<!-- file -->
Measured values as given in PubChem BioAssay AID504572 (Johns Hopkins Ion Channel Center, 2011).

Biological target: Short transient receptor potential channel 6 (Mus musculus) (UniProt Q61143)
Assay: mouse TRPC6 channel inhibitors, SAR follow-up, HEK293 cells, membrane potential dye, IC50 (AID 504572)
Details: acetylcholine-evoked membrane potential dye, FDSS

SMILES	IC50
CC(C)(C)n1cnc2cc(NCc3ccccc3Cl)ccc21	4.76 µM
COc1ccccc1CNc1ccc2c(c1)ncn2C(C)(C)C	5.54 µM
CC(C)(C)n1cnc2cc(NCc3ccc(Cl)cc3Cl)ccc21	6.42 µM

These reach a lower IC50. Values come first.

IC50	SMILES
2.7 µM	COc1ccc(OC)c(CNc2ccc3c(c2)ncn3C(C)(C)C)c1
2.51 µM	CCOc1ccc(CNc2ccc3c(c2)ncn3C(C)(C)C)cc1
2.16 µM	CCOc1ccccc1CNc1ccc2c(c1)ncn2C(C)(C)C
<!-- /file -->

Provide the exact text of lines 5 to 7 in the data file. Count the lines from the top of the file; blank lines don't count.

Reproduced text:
SMILES	IC50
CC(C)(C)n1cnc2cc(NCc3ccccc3Cl)ccc21	4.76 µM
COc1ccccc1CNc1ccc2c(c1)ncn2C(C)(C)C	5.54 µM